Enter Haemoglobin, the protein that carries oxygen from lungs to the rest of the body. All it does is bind to O2 molecules while passing through the capillaries in the lungs, and then release it where it’s needed: muscles, organs and the brain. But how does it manage? This isn’t straightforward: due to its structure, Haemoglobin has high affinity to oxygen, in plain English it means that oxygen tends to stick to it. Put Haemoglobin and oxygen together and O2 molecules will attach themselves to the four Heme groups present in a fully formed Haemoglobin complex. Fine, Haemoglobin is contained in red cells, which stream through blood vessels, reaching every part of the body that needs oxygen. Problem: how does Haemoglobin know when it is time to let go of the bound oxygen? This isn’t trivial: if two molecules have high affinity, they stick together, but to be useful Haemoglobin needs to release its oxygen at the right time, not to just carry it around.
You know where this is going: the mechanism that dynamically regulates the affinity between Haemoglobin and oxygen is complex, beautifully so, and largely understood. A good explanation is here:
(by Wellcome Trust).
In a nutshell, when there is a lot of oxygen around, this directly makes it more likely that a first O2 molecule will bind to an unoccupied Heme group; when this happens, the shape of Haemoglobin changes in such a way that the affinity of the remaining three groups increases, making it more likely that they will get their own O2 molecule attached. Thus in the lungs, where there is plenty of oxygen, the overall affinity tends to increase, specifically because there is more oxygen. When Haemoglobin reaches the muscles, there is less free oxygen around, so it is already more likely that some Oxygen will detach and actually reach its destination, when this happens, the affinity change will reverse, enhancing the “release” effect. But that’s not all: oxygen is used in some sort of controlled combustion, the result is CO2, carbon-dioxide, which when present has the effect of lowering the pH (makes the solution a touch more acidic) – therefore, where O2 is needed, the pH also tends to decrease, specifically because O2 is being used. You guessed right, a lower pH changes the shape of Haemoglobin in such a way that it becomes less affine to O2, further increasing the oxygen release. All this happens via fairly well understood changes to the 3D shape of the Haemoglobin molecule (shown in a very simplified form on top), and has the overall effect of allowing Haemoglobin to act as if it was a little agent that knew when to bind and when to let go. But in fact, it’s all about (complex) molecular interactions, the appropriate and detailed explanation of what happens is limited to physical mechanisms. This is where the epiphany happened: Haemoglobin is a very important biological molecule, but just one of a huge number of them. It is also one that exerts a function is a relatively simple environment: of course, it needs to operate within the circulatory system, but how the structure of blood vessels influences the behaviour of Haemoglobin is relatively straightforward. The first take-home message for me is: wow, think about the variety of different proteins that sustain life, probably each one of them is characterised by similarly fine-tuned mechanisms that regulate its activity in their own complex ways. Biochemistry then added the importance of regulatory networks, where certain proteins dynamically (and frequently reversibly) regulate the function of others, while some proteins influence how many copies of a given protein will be made or destroyed. Add to the mix cellular biology and histology and you’ll find that different organs are made of different cells, each with their own specialised structure, each containing different proteins, and all able to self assemble, using mechanisms that are in all aspects analogous to the ones that allow Haemoglobin to function effectively. Awe is what I felt: the amount of complexity implied is nothing short than annihilating. In its own humbling way, however, this epiphany was also illuminating.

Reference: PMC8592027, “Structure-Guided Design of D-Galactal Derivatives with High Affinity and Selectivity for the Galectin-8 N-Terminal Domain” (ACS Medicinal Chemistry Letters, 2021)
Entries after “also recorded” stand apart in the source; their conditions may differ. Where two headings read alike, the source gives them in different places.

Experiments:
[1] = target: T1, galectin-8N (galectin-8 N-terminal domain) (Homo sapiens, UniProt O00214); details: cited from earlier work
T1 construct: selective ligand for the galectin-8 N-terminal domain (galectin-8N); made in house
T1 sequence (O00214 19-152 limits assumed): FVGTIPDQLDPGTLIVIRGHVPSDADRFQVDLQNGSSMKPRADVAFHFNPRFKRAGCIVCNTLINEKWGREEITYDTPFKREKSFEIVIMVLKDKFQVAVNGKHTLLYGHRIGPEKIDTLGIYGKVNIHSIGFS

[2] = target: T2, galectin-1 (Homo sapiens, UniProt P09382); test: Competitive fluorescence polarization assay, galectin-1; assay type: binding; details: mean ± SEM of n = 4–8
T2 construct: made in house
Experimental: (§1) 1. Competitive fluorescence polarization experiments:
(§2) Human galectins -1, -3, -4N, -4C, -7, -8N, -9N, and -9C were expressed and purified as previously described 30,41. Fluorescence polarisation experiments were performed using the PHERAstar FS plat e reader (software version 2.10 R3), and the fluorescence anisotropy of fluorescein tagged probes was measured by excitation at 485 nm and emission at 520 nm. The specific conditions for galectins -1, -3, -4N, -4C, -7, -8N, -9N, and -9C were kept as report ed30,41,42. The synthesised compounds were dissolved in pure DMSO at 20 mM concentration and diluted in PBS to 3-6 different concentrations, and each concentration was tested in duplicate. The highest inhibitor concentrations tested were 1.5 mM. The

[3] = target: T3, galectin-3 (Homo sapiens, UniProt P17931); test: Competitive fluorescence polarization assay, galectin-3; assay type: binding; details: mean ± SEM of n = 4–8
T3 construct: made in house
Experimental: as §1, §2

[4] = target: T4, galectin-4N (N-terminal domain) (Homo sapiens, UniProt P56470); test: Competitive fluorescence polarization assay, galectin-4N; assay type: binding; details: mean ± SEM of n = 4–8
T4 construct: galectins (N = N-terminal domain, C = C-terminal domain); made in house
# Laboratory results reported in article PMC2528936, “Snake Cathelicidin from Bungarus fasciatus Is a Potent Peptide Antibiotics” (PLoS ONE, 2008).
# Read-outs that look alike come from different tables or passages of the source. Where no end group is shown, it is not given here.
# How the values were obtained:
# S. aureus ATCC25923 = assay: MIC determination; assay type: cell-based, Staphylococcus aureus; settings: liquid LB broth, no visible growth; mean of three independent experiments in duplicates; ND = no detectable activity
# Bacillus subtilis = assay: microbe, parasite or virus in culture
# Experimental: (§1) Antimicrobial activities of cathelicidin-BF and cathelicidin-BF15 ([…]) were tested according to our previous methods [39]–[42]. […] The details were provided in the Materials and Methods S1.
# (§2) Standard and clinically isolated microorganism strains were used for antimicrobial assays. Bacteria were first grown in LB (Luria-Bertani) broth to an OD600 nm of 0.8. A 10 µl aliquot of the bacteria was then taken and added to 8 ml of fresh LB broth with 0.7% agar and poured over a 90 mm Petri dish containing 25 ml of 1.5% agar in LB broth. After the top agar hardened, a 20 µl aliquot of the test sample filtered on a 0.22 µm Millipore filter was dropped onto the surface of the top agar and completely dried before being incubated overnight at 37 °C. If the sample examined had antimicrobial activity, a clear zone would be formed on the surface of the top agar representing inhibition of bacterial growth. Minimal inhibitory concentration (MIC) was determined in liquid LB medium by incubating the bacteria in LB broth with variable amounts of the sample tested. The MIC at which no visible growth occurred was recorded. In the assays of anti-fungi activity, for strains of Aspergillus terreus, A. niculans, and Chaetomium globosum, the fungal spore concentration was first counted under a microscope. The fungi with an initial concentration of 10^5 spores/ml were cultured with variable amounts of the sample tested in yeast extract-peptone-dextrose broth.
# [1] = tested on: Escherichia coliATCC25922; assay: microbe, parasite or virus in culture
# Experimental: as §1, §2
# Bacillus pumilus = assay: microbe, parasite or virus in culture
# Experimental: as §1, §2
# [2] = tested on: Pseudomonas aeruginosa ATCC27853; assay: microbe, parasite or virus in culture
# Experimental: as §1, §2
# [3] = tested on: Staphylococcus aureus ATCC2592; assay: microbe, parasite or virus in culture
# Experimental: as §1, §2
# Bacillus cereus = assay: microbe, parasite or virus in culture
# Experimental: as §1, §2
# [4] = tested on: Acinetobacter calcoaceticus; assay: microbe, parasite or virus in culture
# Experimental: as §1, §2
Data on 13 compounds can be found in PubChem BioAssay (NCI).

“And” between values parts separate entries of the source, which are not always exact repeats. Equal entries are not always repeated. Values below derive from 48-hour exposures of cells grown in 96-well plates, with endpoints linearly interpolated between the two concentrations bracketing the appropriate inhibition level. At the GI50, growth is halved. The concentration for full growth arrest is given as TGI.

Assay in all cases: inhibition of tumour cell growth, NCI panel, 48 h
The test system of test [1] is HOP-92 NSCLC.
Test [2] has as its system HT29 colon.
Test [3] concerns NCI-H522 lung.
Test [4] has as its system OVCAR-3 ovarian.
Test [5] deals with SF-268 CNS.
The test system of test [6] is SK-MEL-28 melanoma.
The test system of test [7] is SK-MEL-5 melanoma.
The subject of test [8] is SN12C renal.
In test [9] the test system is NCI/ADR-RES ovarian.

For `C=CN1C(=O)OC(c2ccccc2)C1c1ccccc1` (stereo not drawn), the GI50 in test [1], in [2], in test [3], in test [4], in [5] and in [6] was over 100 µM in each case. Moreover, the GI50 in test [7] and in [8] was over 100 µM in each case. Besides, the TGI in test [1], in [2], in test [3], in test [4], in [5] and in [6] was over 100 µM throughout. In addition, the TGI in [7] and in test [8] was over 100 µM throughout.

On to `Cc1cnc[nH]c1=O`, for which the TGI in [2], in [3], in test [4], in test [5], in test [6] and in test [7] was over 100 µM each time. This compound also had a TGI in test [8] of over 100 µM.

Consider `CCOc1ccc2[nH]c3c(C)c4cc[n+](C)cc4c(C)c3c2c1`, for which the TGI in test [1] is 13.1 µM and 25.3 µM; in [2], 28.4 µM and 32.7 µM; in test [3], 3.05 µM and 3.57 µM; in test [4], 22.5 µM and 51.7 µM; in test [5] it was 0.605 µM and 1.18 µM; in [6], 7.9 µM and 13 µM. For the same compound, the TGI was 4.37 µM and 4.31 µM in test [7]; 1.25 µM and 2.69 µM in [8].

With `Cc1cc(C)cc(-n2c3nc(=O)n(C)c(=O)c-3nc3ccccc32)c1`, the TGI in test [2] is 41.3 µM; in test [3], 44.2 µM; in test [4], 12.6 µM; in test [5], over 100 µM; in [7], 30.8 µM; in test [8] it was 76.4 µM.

Take the brain: like all other organs, it is made of gazillions of such interacting little dumb robots, at the molecular level, each protein and component reacts in mechanic ways with a multitude of others, in each synapse we will have thousands of these, all contributing to the overall effect of a single synaptic event. The number, composition and chemical-physical properties of each building block is itself regulated in similar ways, thus a single synapse may show a huge amount of different behaviours. But this isn’t enough: synapses are created and removed all the time, and one single neuron will typically form (much) more than a thousand synapses. A human brain is formed by something less that 100 billion neurons which form and constantly rearrange something like 1014-1015 synapses, connecting neurons in highly intricate ways. These numbers alone are beyond comprehension, but, if I’ve managed to convey my message, the important consequence does not need to be negative. Think about it, each of the elements above (neurons, synapses, regulatory networks) is made of tiny superspecialised robots that are finely tuned to mechanically carry out their own molecular job. Our minds do not have a chance to comprehend all of this in one single sweep: not only the complexity of the system is beyond direct comprehension, the scale of such complexity is itself beyond the reach of our direct intuition. This is a negative conclusion, but has plenty of positive consequences: